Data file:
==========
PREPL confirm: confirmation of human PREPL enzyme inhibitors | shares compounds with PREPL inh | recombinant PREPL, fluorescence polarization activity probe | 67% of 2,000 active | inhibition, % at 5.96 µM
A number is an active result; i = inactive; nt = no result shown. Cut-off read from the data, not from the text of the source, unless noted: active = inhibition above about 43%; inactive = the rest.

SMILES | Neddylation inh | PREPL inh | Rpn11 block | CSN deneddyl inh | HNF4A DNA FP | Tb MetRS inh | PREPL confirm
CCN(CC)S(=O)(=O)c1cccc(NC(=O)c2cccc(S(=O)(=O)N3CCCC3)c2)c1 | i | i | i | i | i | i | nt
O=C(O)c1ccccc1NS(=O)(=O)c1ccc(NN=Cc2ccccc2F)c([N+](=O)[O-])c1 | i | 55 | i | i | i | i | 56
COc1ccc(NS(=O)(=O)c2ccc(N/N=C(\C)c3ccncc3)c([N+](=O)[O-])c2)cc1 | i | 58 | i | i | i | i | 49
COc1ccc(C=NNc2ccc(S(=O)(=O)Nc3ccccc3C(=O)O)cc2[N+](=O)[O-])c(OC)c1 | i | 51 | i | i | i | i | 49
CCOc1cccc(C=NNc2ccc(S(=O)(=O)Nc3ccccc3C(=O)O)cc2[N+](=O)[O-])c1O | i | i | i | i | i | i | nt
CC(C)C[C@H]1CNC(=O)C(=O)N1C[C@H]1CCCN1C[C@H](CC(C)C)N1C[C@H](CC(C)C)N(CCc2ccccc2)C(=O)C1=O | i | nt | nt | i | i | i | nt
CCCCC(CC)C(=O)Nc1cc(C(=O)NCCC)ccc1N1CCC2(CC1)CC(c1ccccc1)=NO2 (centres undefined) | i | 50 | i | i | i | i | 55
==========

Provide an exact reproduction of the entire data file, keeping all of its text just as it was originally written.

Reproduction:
PREPL confirm: confirmation of human PREPL enzyme inhibitors | shares compounds with PREPL inh | recombinant PREPL, fluorescence polarization activity probe | 67% of 2,000 active | inhibition, % at 5.96 µM
A number is an active result; i = inactive; nt = no result shown. Cut-off read from the data, not from the text of the source, unless noted: active = inhibition above about 43%; inactive = the rest.

SMILES | Neddylation inh | PREPL inh | Rpn11 block | CSN deneddyl inh | HNF4A DNA FP | Tb MetRS inh | PREPL confirm
CCN(CC)S(=O)(=O)c1cccc(NC(=O)c2cccc(S(=O)(=O)N3CCCC3)c2)c1 | i | i | i | i | i | i | nt
O=C(O)c1ccccc1NS(=O)(=O)c1ccc(NN=Cc2ccccc2F)c([N+](=O)[O-])c1 | i | 55 | i | i | i | i | 56
COc1ccc(NS(=O)(=O)c2ccc(N/N=C(\C)c3ccncc3)c([N+](=O)[O-])c2)cc1 | i | 58 | i | i | i | i | 49
COc1ccc(C=NNc2ccc(S(=O)(=O)Nc3ccccc3C(=O)O)cc2[N+](=O)[O-])c(OC)c1 | i | 51 | i | i | i | i | 49
CCOc1cccc(C=NNc2ccc(S(=O)(=O)Nc3ccccc3C(=O)O)cc2[N+](=O)[O-])c1O | i | i | i | i | i | i | nt
CC(C)C[C@H]1CNC(=O)C(=O)N1C[C@H]1CCCN1C[C@H](CC(C)C)N1C[C@H](CC(C)C)N(CCc2ccccc2)C(=O)C1=O | i | nt | nt | i | i | i | nt
CCCCC(CC)C(=O)Nc1cc(C(=O)NCCC)ccc1N1CCC2(CC1)CC(c1ccccc1)=NO2 (centres undefined) | i | 50 | i | i | i | i | 55